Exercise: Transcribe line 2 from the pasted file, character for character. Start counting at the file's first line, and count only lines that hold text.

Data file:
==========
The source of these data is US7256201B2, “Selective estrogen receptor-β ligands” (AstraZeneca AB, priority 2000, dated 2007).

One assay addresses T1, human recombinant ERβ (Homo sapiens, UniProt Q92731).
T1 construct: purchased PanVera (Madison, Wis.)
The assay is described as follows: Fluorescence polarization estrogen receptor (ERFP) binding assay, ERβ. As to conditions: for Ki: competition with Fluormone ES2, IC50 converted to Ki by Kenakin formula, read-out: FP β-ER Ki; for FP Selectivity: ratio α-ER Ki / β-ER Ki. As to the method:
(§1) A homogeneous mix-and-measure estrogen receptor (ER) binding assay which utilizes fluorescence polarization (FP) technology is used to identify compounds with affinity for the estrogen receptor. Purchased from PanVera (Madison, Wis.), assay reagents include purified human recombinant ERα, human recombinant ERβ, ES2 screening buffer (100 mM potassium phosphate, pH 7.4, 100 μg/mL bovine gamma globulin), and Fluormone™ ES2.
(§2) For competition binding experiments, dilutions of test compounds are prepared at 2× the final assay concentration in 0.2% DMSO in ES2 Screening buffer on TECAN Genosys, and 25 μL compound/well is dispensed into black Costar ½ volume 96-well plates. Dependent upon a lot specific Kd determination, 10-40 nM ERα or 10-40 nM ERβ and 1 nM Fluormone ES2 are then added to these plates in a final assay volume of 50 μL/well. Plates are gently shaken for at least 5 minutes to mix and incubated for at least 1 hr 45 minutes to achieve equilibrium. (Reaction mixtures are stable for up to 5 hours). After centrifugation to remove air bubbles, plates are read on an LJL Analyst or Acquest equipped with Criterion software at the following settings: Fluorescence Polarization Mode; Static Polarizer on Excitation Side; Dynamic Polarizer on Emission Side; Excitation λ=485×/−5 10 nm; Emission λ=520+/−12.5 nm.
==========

One assay addresses T1, human recombinant ERβ (Homo sapiens, UniProt Q92731).